EU agrees on USB Type-C as bloc charger standard
The European Parliament sees that this regulation would help mitigate overall pollution across the European Union.
The European Parliament committee announced on Wednesday that it had endorsed a proposal on designating USB Type-C as a common charger for portable electronic devices in the 27-nation bloc, aiming to mitigate pollution ravaging the planet.
"MEPs support a common charger for portable electronic devices, reducing e-waste and making the use of different mobile phones, tablets, and digital cameras more convenient," the statement read.
On Wednesday, the statement added, the EU Internal Market and Consumer Protection Committee adopted its position on the revised Radio Equipment Directive with 43 votes in favor (2 against).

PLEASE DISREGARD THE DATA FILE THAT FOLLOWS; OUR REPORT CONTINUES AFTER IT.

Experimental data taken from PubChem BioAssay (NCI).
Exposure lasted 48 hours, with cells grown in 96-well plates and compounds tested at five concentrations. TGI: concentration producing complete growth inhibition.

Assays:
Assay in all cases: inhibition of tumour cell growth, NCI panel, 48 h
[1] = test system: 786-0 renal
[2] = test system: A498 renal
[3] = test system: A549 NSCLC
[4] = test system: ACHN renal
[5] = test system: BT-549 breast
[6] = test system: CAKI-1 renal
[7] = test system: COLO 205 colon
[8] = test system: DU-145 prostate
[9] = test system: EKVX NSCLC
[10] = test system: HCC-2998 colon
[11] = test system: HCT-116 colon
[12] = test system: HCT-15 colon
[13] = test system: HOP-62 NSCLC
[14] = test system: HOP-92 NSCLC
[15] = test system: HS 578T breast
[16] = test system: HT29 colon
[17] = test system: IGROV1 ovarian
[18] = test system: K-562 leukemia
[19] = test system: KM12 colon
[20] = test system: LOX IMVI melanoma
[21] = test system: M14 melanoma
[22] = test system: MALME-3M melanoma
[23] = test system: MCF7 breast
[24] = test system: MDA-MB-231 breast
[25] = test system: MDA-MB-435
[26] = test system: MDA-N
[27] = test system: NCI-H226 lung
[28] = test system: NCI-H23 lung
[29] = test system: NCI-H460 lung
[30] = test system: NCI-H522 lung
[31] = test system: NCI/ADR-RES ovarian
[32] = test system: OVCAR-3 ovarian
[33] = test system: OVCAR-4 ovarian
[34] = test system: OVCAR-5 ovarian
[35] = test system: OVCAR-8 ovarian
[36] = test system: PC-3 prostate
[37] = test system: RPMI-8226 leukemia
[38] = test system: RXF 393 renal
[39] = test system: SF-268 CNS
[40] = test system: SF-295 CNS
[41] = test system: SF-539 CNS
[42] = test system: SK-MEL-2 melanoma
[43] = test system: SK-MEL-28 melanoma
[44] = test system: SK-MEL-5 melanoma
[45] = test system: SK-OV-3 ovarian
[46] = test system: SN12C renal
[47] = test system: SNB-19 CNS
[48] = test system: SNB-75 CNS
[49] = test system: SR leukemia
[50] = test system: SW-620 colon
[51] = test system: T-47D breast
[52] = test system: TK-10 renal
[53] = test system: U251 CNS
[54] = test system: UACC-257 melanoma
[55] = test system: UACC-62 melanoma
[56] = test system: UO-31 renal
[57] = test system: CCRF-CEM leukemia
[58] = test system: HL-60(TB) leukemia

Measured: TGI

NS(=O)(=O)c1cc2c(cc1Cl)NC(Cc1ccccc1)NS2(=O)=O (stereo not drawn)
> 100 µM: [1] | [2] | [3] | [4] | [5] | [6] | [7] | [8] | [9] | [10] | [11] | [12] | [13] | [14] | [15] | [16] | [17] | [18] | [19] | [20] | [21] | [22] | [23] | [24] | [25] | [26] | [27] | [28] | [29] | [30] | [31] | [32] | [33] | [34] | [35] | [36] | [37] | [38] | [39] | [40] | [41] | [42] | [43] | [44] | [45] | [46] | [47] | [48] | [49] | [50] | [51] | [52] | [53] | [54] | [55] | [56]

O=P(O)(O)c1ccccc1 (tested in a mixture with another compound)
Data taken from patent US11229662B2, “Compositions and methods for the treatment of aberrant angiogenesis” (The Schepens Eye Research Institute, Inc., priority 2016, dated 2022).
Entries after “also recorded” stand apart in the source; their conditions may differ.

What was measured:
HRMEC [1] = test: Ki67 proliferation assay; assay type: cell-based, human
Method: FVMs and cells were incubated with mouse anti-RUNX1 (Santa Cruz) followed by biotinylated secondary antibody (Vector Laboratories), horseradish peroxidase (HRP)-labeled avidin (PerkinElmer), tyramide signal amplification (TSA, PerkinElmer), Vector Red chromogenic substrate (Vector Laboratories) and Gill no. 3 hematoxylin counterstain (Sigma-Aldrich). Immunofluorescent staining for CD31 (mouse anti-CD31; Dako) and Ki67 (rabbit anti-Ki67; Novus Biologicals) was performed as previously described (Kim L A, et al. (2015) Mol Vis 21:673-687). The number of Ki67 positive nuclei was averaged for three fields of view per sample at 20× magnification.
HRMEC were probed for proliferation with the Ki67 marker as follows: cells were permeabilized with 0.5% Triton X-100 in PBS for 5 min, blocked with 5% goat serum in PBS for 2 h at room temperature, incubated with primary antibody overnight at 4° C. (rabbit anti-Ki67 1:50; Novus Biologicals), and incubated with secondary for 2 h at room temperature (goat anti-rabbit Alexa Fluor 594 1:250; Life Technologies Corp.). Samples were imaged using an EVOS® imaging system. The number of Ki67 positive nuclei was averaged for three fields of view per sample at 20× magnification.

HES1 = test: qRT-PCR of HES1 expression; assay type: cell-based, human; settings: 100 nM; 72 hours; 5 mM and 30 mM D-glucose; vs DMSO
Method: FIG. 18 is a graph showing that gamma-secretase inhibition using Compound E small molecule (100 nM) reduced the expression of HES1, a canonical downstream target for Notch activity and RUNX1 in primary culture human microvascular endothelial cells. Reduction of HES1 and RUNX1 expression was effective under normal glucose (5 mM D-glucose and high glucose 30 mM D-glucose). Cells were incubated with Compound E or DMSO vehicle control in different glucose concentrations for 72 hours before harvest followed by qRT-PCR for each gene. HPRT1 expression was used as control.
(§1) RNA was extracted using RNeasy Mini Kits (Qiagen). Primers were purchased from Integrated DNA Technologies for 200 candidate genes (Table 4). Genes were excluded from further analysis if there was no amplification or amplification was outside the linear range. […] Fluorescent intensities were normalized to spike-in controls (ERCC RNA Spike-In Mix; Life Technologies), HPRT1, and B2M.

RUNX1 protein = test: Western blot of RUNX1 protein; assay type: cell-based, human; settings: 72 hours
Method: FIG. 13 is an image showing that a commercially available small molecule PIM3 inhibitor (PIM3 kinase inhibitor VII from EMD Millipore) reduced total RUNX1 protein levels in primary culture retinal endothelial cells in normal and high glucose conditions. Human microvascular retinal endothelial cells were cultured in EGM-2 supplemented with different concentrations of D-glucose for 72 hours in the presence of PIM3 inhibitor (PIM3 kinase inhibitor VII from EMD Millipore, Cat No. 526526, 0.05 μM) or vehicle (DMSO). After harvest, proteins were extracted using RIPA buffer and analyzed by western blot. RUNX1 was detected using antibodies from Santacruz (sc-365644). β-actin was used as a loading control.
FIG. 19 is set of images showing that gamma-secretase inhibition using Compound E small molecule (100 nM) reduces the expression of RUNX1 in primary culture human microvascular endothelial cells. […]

According to the committee, the new bill falls within Brussels' "greater effort" to "address product sustainability, in particular of electronics on the EU market, and to reduce electronic waste."
The common charger standard will apply to all types of electronic devices charged by a wired cable, including mobile phones, tablets, digital cameras, headphones, and alike, which would force manufacturers in the EU to adhere to one type and mitigate waste, allowing users to use one cable for all their devices.
All devices will have to be fitted with a USB Type-C port, irrespective of manufacturer, except for devices too small to have such a port, namely smartwatches.
The European Parliament is likely to endorse the new regulation at the plenary session in May following the committee's approval. After it passes, Brussels would initiate talks with the heads of the EU member states to finalize the legislation.